Controversy surrounds Government’s housing project at Lancaster, St James with allegations of late payment and other worker concerns and a dispute that has engaged the attention of police.
The trouble between state-owned developer Home Ownership Providing Energy (HOPE) Inc. and subcontractor Barbados Contractors & Artisans Cooperative Society Limited (BCACS) began after the latter entity claimed pay has been late on several occasions – and, in some instances, has not come at all – and workers have not been provided with all the materials needed to complete their tasks, resulting in delays.
HOPE Inc. has strongly denied the allegations, however, and has also banned BCACS founder and vice president Michael Harris Jr from the site following an incident in which the Barbados Police Service is now involved.
In an impromptu press meeting on Monday on the outskirts of the project, Harris charged that the democratic rights of his fellow workers were being “threatened”.
He explained that the BCACS was subcontracted to complete ten houses and 100 employees from five small businesses in the cooperative have been working on the project since January.
Six houses were to be handed over on Monday, the roofs of two were to be completed, and workers were also preparing to cast the bottom beams of the foundations for the other two houses.
However, Harris said the workers were upset about the pay and materials situation and after he vented their frustration to the BCACS, he visited the worksite to get a better understanding of what was occurring.
“I appeared at HOPE for the first time three weeks ago . . . to represent the concerns of the artisans and contractors on behalf of the co-operative and found out that they were being [mistreated] by HOPE. Work [is] being done and payment not being given. We signed a contract [where] we are supposed to be paid on Friday [and] you are going into the third week without pay. Wells [are] being dug 20 feet down and [you] can’t get paid,” Harris complained. “Poor people are fed up. Poor people want justice, fairness and equity . . . so we are calling today for the President of this nation to address this matter.”
Harris said that over the past weeks, debt to the BCACS had reached about $100 000 and contractors under the construction body were pulling their pockets to pay workers, buy materials and facilitate work, but were never reimbursed.
“[Workers] were not getting material to execute tasks given. All now men on certain sites waiting for certain materials . . . . There is another issue where we are in the back of the site [and] no electricity was provided. Two generators were provided [and] HOPE was supposed to provide the gasoline and gasoline is not being provided,” he lamented.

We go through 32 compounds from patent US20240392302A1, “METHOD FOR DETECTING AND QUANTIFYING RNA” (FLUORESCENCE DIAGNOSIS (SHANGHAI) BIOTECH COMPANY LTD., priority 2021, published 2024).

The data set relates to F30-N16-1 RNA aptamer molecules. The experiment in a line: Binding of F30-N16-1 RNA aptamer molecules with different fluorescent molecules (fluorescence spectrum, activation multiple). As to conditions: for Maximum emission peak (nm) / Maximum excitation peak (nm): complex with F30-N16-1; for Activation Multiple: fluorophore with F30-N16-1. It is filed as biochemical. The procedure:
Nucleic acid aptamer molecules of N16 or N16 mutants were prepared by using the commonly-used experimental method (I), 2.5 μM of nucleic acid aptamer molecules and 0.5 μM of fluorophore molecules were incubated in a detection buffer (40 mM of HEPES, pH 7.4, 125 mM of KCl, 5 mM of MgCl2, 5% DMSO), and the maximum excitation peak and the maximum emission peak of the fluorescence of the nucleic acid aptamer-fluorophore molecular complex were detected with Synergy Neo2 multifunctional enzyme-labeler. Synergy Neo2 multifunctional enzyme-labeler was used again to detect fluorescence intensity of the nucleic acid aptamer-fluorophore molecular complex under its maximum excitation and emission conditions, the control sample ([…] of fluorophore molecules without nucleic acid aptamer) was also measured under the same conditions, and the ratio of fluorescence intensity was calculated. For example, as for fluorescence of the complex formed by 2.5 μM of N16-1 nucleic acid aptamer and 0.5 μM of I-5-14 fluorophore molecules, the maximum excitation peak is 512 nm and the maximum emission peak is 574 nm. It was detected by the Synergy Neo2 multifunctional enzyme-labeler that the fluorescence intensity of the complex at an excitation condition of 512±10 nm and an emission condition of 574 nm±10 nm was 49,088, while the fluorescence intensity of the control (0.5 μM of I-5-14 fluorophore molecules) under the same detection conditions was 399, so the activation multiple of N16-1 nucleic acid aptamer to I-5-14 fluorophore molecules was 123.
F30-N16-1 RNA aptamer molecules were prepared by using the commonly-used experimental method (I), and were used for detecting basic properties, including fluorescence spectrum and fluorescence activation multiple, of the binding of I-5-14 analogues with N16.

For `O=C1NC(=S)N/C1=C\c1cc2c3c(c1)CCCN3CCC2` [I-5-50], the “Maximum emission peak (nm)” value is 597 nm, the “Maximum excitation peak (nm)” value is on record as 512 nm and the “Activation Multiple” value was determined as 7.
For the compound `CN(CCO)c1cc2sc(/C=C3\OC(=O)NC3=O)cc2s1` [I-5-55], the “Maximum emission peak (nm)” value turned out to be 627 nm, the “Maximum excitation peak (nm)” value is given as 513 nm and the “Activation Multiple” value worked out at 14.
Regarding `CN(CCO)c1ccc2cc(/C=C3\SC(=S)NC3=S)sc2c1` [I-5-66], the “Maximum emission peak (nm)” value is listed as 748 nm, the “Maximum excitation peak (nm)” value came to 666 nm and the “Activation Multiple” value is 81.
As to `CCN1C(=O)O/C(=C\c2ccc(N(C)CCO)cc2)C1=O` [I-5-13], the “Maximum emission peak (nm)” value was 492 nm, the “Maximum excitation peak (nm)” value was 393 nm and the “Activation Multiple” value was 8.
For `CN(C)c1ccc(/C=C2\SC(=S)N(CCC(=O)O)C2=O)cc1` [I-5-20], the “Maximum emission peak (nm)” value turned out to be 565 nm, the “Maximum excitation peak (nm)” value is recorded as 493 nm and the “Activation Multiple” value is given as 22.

Harris said he has now been barred from entering the site.
“I was told that I wasn’t supposed to be on the property but my personal money has been injected into the HOPE project to pay wages and I am not paying any more wages [if] I can’t see the quality of work being produced. So it is depriving me from coming on site to inspect the work before I pay,” he contended.
According to a November 8 letter to BCACS from HOPE Inc., signed by attorney-at-law Valentina Blackman, Harris threatened to “mobilise other contractors” on October 16 and was described as unprofessional and his behaviour said to be “unwarranted”.
The letter stated that, with immediate effect, Harris “will not be permitted to enter upon the worksite at Vespera Gardens, Lancaster, St James, whether in his personal capacity or as a member or Director of the Barbados Contractors and Artisans Co-operative Society Ltd.”.
HOPE Inc., meanwhile, has denied Harris’ allegations.
It said in a statement that it was aware that a caller purporting to represent the BCACS made “certain disparaging remarks” about the company during the Down to Brass Tacks radio call-in programme and later spoke to reporters along a similar vein.
“HOPE wishes to state in the strongest terms that the allegations are unsubstantiated and untrue. HOPE recently had to take action against Mr Harris due to his verbal abuse of a HOPE staff member. BCACSL was informed by letter that Mr Harris was not permitted to enter HOPE’s job site at Lancaster, St. James,” it said.
“HOPE has always conducted its business dealings with the utmost integrity and makes payments to contractors once the work done by a contractor has been verified by our Quantity Surveyor. HOPE will take action against anyone who continues to malign the reputation and integrity of the company or its people.”
HOPE Inc. also stated that Harris refused to leave the job site and the matter “is now receiving the attention of the Barbados Police Service”.
Meanwhile, Harris said he was still awaiting word from Minister of Housing and Lands Dwight Sutherland about convening a meeting to discuss outstanding issues affecting small, black businesses in the construction sector.
Harris said the cooperative sent a letter to Sutherland on November 16 but did not receive any response.